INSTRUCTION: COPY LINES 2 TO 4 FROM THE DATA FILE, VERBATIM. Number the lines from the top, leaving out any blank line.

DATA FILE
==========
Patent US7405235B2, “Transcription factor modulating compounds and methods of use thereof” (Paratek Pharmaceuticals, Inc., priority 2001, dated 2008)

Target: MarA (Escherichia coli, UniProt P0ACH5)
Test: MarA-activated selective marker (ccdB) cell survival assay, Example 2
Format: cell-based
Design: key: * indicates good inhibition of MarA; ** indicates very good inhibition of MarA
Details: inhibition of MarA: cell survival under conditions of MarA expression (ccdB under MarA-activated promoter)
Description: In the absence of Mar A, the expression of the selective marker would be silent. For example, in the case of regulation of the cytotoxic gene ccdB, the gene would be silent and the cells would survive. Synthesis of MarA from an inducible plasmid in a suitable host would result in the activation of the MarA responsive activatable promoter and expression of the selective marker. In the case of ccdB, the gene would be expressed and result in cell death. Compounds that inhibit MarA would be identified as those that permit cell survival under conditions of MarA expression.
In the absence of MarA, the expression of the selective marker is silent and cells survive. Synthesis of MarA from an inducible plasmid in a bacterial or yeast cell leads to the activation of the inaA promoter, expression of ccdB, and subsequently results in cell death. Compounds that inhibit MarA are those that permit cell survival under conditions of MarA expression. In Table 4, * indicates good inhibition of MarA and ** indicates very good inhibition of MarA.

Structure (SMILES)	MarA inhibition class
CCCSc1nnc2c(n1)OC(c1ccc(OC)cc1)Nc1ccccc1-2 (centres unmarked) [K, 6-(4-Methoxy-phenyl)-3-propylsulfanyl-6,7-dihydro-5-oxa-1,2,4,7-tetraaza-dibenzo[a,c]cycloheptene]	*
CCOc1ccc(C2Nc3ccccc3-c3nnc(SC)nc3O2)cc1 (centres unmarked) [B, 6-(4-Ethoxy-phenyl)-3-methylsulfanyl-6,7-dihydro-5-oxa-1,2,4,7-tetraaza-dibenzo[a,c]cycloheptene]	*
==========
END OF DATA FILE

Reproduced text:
Target: MarA (Escherichia coli, UniProt P0ACH5)
Test: MarA-activated selective marker (ccdB) cell survival assay, Example 2
Format: cell-based